The Smithsonian Institution was founded for the promotion and dissemination of knowledge by a bequest to the The United States of America — also referred to as the United States, the U.S.A., the U.S., America¹, the States, or (archaically) Columbia — is a federal republic of 50 states located primarily in central North America (with the exception of two states: Alaska and Hawaii... United States by James Smithson (1765 - June 27, 1829) was a British mineralogist and chemist noted for having left a bequest in his will to the United States of America, which was used to fund the Smithsonian Institution. Contents // 1 Biography 2 Scientific career 3 The Smithsonian connection 4 Further reading 5 Sources... James Smithson ( Years: 1762 1763 1764 - 1765 - 1766 1767 1768 Decades: 1730s 1740s 1750s - 1760s - 1770s 1780s 1790s Centuries: 17th century - 18th century - 19th century 1765 in art 1765 in literature 1765 in music 1765 in science List of state leaders in 1765 List of religious leaders in 1765 Events March 9... 1765- Years: 1826 1827 1828 - 1829 - 1830 1831 1832 Decades: 1790s 1800s 1810s - 1820s - 1830s 1840s 1850s Centuries: 18th century - 19th century - 20th century 1829 in art 1829 in literature 1829 in science 1829 in music 1829 in sports List of state leaders in 1829 List of religious leaders in 1829... 1829). In James Smithson's will, he stated that should his nephew, Henry James Hungerford, die without heirs, the Smithson estate would go to the The United States of America — also referred to as the United States, the U.S.A., the U.S., America¹, the States, or (archaically) Columbia — is a federal republic of 50 states located primarily in central North America (with the exception of two states: Alaska and Hawaii... United States of America for establishing an institution "for the increase and diffusion of knowledge among men". After the nephew died without heirs in 1835 was a common year starting on Thursday (see link for calendar). Events January 1 – Ole Pedersen Hoiland breaks into the Bank of Norway and steals 64.000 dalers January 7 - HMS Beagle anchors off the Chonos Archipelago. January 30 - Unsuccessful assassination attempt against President Andrew Jackson in the... 1835, President Andrew Jackson Order: 7th President Vice President: John C. Calhoun (1829-1832) Martin Van Buren (1833-1837) Term of office: March 4, 1829 – March 3, 1837 Preceded by: John Quincy Adams Succeeded by: Martin Van Buren Date of birth: March 15, 1767... Andrew Jackson informed The Congress of the United States is the legislative branch of the federal government of the United States of America. It is established by Article One of the Constitution of the United States, which also deliniates its structure and powers. Congress is a bicameral legislature, consisting of the House of... Congress of the bequest, which amounted to 100,000 A gold sovereign is a British gold coin, first issued in 1489 for Henry VII, generally with a value of twenty shillings or one pound. The name sovereign related to the majestic and impressive size and portraiture of the coin, the earliest of which showed the king facing, seated on... gold sovereigns, or $500,000 The United States dollar is the official currency of the United States. It is also widely used as a reserve currency outside of the United States. Currently, the issuance of currency is controlled by the Federal Reserve Banking system. The most commonly used symbol for the U.S. dollar is... U.S. dollars ($8,790,303 in current 2004 U.S. dollars after inflation). Eight years later, Congress passed an act establishing the Smithsonian Institution and the act was signed into law on August 10 is the 222nd day of the year (223rd in leap years) in the Gregorian Calendar. There are 143 days remaining. The term the 10th of August is widely used by historians as a shorthand for the Storming of the Tuileries Palace on August 10, 1792, the effective end... August 10, Years: 1843 1844 1845 - 1846 - 1847 1848 1849 Decades: 1810s 1820s 1830s - 1840s - 1850s 1860s 1870s Centuries: 18th century - 19th century - 20th century 1846 in art 1846 in literature 1846 in rail transport 1846 in science 1846 in music 1846 in sports List of state leaders in 1846 List of... 1846 by James Knox Polk Order: Eleventh President Term of Office: March 4, 1845–March 3, 1849 Preceded by: John Tyler Succeeded by: Zachary Taylor Date of Birth November 2, 1795 Place of Birth: Mecklenburg County, North Carolina Date of Death: June 15, 1849 Place of Death: Nashville, Tennessee First Lady... James Polk. The bill was drafted by State of Indiana (Flag of Indiana) (Seal of Indiana) State nickname: The Hoosier State Other U.S. States Capital Indianapolis Largest city Indianapolis Governor Mitch Daniels Official languages English Area 94,321 km² (38th)  - Land 92,897 km²  - Water 1,424 km² (1.5%) Population (2000... Indiana The neutrality and factual accuracy of this article are disputed. Please see the relevant discussion on the talk page. Unofficial Democratic Party logo depicts a stylized donkey in red, white, and blue. Democratic Party Founded: Colors: Blue (sometimes Red) Political ideology: Leans Center-Left The Democratic Party is one of... Democratic A Congressman or Congresswoman (generically, Congressperson) is a politician who is a member of a Congress. In countries with a parliament rather than a congress, MP (Member of Parliament) is used instead. In the United States, a Congressman usually refers to a member of the countrys House of Representatives... Congressman Robert Dale Owen (November 7, 1801–June 24, 1877) was a longtime exponent in his adopted United States of the socialist doctrines of his father, the Welshman Robert Owen, as well as a politician in the Democratic Party. Born in Glasgow, Scotland, Owen emigrated to the United States in... Robert Dale Owen, a The color red and particularly the red flag are traditional symbols of Socialism. This article or section is part of or related to the Socialism series. Socialism Branches of Socialism Criticisms of Socialism Definitions of Socialism History of socialism List of social democratic parties List of socialists Socialist International Social... Socialist and son of Robert Owen. Robert Owen (May 14, 1771–November 17, 1858) was a Welsh social reformer. He is considered the Father of the cooperative movement. He was born at Newtown, Montgomeryshire, in mid Wales, where his father had a small business as a saddler and ironmonger, and there young Owen... Robert Owen, the father of the A cooperative (also co-operative or co-op) is an association of persons who join together to carry on an economic activity of mutual benefit, in an egalitarian fashion. The principles of cooperation are periodically updated by the International Cooperative Alliance [1]. The term may be used loosely to signify... cooperative movement. The Smithsonian Institution is established as a In common law legal systems, a trust is a relationship in which a person or entity (the trustee) has legal control over certain property (the trust property or trust corpus), but is bound by fiduciary duty to exercise that legal control for the benefit of someone else (the beneficiary), according... trust administered by a secretary and board of regents. The nominal head of the institute is the Chancellor (Latin: cancellarius), an official title used by most of the peoples whose civilization has arisen directly or indirectly out of the Roman empire. At different times and in different countries it has stood and stands for very various duties, and has been, and is, borne by officers of various... Chancellor, an office which has always been held by the current -1... Chief Justice of the United States. Serving as a member of the board of regents is one of the very few official legal duties of the Dick Cheney 46th and current Vice President (2001- ) The Vice President of the United States is the second-highest executive official of the United States government, the person who is a heartbeat from the presidency. As first in the presidential line of succession, the Vice President becomes the new President... Vice President of the United States.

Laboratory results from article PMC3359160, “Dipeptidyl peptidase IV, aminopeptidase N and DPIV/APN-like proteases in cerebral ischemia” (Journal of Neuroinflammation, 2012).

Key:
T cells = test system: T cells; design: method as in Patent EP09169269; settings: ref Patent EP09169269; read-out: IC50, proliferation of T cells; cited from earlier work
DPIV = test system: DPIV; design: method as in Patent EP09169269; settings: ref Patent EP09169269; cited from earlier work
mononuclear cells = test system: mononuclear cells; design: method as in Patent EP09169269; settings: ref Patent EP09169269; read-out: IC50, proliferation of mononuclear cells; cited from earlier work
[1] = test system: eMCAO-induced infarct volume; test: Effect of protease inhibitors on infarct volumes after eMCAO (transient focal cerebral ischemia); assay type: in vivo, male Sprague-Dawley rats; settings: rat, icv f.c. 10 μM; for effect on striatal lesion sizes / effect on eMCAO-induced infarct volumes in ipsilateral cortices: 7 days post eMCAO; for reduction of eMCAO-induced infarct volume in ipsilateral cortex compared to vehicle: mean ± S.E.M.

The Information Center in the central complex has architecture reminiscent of a castle and is known informally as "The Castle". It was built by architect James Renwick, Jr. (b. November 11, 1818, Bloomingdale, New York - d. June 23, 1895, New York City, United States), was a well-known American architect in the nineteenth century. The Encyclopedia of American Architecture calls him one of the most successful American architects of his time. He began studying at... James Renwick, Jr. and completed in 1855. Many of the other buildings are landmarks and feature other distinctive architectural styles.